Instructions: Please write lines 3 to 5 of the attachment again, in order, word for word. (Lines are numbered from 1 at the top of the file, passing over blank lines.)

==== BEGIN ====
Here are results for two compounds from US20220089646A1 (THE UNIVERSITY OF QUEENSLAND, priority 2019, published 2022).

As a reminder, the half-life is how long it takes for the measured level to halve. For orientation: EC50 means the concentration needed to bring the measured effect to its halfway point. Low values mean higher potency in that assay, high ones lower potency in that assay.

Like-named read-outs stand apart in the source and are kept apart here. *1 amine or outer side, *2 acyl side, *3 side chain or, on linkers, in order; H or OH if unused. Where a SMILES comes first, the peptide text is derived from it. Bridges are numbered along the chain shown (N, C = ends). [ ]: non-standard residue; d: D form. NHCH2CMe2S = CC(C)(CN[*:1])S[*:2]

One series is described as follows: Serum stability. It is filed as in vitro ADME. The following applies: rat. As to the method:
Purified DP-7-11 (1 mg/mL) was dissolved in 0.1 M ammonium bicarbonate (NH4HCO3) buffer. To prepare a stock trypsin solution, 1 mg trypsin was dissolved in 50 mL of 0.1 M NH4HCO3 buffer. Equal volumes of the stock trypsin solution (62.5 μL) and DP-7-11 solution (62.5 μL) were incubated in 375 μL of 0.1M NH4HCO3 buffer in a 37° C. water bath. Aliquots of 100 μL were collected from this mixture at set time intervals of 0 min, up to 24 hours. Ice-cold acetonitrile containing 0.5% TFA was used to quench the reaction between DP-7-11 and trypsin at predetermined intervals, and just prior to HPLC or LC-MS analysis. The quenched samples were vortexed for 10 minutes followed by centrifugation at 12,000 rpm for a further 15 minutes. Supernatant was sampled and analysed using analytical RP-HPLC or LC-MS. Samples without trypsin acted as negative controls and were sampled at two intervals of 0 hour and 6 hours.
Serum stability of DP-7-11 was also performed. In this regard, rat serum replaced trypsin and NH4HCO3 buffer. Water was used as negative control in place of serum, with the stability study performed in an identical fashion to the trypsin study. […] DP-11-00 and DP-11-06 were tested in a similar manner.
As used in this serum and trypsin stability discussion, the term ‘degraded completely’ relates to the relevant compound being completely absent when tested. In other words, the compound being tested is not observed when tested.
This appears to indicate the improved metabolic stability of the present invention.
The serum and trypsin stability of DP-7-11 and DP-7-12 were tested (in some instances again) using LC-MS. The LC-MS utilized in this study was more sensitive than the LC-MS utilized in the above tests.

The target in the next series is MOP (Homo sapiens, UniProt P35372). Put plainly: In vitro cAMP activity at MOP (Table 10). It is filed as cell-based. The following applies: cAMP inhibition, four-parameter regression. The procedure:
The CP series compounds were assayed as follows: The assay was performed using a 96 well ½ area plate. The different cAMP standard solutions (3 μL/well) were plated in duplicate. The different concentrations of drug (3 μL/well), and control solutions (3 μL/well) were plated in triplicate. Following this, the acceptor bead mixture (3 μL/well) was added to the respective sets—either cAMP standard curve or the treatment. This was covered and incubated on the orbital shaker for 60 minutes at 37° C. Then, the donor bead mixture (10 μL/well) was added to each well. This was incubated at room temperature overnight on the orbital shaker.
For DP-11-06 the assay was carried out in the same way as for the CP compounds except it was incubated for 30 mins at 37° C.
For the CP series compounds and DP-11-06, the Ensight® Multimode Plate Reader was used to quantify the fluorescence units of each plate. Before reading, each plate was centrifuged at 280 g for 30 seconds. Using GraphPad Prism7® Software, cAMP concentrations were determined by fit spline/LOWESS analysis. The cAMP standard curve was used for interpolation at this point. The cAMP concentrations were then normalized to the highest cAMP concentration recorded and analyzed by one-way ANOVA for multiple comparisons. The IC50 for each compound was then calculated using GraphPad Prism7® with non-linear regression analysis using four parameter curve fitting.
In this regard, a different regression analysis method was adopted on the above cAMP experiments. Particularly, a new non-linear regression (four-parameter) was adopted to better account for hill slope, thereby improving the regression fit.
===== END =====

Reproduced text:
Like-named read-outs stand apart in the source and are kept apart here. *1 amine or outer side, *2 acyl side, *3 side chain or, on linkers, in order; H or OH if unused. Where a SMILES comes first, the peptide text is derived from it. Bridges are numbered along the chain shown (N, C = ends). [ ]: non-standard residue; d: D form. NHCH2CMe2S = CC(C)(CN[*:1])S[*:2]

One series is described as follows: Serum stability. It is filed as in vitro ADME. The following applies: rat. As to the method:
Purified DP-7-11 (1 mg/mL) was dissolved in 0.1 M ammonium bicarbonate (NH4HCO3) buffer. To prepare a stock trypsin solution, 1 mg trypsin was dissolved in 50 mL of 0.1 M NH4HCO3 buffer. Equal volumes of the stock trypsin solution (62.5 μL) and DP-7-11 solution (62.5 μL) were incubated in 375 μL of 0.1M NH4HCO3 buffer in a 37° C. water bath. Aliquots of 100 μL were collected from this mixture at set time intervals of 0 min, up to 24 hours. Ice-cold acetonitrile containing 0.5% TFA was used to quench the reaction between DP-7-11 and trypsin at predetermined intervals, and just prior to HPLC or LC-MS analysis. The quenched samples were vortexed for 10 minutes followed by centrifugation at 12,000 rpm for a further 15 minutes. Supernatant was sampled and analysed using analytical RP-HPLC or LC-MS. Samples without trypsin acted as negative controls and were sampled at two intervals of 0 hour and 6 hours.